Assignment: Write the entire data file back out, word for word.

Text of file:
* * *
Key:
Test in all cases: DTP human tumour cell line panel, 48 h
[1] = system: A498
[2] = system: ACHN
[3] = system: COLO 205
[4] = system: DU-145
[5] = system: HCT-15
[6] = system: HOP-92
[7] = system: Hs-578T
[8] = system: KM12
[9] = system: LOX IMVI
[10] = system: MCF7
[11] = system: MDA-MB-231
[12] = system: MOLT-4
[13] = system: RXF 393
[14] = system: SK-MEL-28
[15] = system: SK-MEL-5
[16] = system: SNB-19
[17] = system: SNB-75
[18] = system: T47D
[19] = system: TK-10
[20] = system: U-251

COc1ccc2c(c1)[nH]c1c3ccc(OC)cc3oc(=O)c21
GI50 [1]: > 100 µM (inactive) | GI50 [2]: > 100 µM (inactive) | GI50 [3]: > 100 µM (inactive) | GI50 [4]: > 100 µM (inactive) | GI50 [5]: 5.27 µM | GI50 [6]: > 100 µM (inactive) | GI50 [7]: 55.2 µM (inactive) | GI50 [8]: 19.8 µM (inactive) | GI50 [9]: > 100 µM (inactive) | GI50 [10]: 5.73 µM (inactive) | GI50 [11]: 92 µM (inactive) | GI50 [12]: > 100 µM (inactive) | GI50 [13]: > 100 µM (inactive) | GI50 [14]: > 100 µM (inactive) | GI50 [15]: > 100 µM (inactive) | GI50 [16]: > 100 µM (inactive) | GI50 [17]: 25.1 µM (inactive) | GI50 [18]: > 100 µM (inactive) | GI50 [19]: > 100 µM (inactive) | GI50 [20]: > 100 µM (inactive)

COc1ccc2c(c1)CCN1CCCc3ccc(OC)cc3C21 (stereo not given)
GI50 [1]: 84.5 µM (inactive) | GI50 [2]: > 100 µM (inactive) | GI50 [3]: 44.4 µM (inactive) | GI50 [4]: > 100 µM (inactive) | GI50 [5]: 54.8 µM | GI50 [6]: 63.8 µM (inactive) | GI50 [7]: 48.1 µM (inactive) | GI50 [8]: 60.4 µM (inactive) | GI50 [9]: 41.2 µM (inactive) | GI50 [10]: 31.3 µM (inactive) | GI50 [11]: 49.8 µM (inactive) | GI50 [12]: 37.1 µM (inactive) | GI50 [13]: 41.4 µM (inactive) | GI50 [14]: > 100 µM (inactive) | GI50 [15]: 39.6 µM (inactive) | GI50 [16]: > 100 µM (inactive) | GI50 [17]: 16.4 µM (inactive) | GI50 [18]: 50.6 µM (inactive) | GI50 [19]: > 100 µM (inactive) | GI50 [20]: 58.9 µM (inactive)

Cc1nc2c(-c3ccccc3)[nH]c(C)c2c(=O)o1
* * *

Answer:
Key:
Test in all cases: DTP human tumour cell line panel, 48 h
[1] = system: A498
[2] = system: ACHN
[3] = system: COLO 205
[4] = system: DU-145
[5] = system: HCT-15
[6] = system: HOP-92
[7] = system: Hs-578T
[8] = system: KM12
[9] = system: LOX IMVI
[10] = system: MCF7
[11] = system: MDA-MB-231
[12] = system: MOLT-4
[13] = system: RXF 393
[14] = system: SK-MEL-28
[15] = system: SK-MEL-5
[16] = system: SNB-19
[17] = system: SNB-75
[18] = system: T47D
[19] = system: TK-10
[20] = system: U-251

COc1ccc2c(c1)[nH]c1c3ccc(OC)cc3oc(=O)c21
GI50 [1]: > 100 µM (inactive) | GI50 [2]: > 100 µM (inactive) | GI50 [3]: > 100 µM (inactive) | GI50 [4]: > 100 µM (inactive) | GI50 [5]: 5.27 µM | GI50 [6]: > 100 µM (inactive) | GI50 [7]: 55.2 µM (inactive) | GI50 [8]: 19.8 µM (inactive) | GI50 [9]: > 100 µM (inactive) | GI50 [10]: 5.73 µM (inactive) | GI50 [11]: 92 µM (inactive) | GI50 [12]: > 100 µM (inactive) | GI50 [13]: > 100 µM (inactive) | GI50 [14]: > 100 µM (inactive) | GI50 [15]: > 100 µM (inactive) | GI50 [16]: > 100 µM (inactive) | GI50 [17]: 25.1 µM (inactive) | GI50 [18]: > 100 µM (inactive) | GI50 [19]: > 100 µM (inactive) | GI50 [20]: > 100 µM (inactive)

COc1ccc2c(c1)CCN1CCCc3ccc(OC)cc3C21 (stereo not given)
GI50 [1]: 84.5 µM (inactive) | GI50 [2]: > 100 µM (inactive) | GI50 [3]: 44.4 µM (inactive) | GI50 [4]: > 100 µM (inactive) | GI50 [5]: 54.8 µM | GI50 [6]: 63.8 µM (inactive) | GI50 [7]: 48.1 µM (inactive) | GI50 [8]: 60.4 µM (inactive) | GI50 [9]: 41.2 µM (inactive) | GI50 [10]: 31.3 µM (inactive) | GI50 [11]: 49.8 µM (inactive) | GI50 [12]: 37.1 µM (inactive) | GI50 [13]: 41.4 µM (inactive) | GI50 [14]: > 100 µM (inactive) | GI50 [15]: 39.6 µM (inactive) | GI50 [16]: > 100 µM (inactive) | GI50 [17]: 16.4 µM (inactive) | GI50 [18]: 50.6 µM (inactive) | GI50 [19]: > 100 µM (inactive) | GI50 [20]: 58.9 µM (inactive)

Cc1nc2c(-c3ccccc3)[nH]c(C)c2c(=O)o1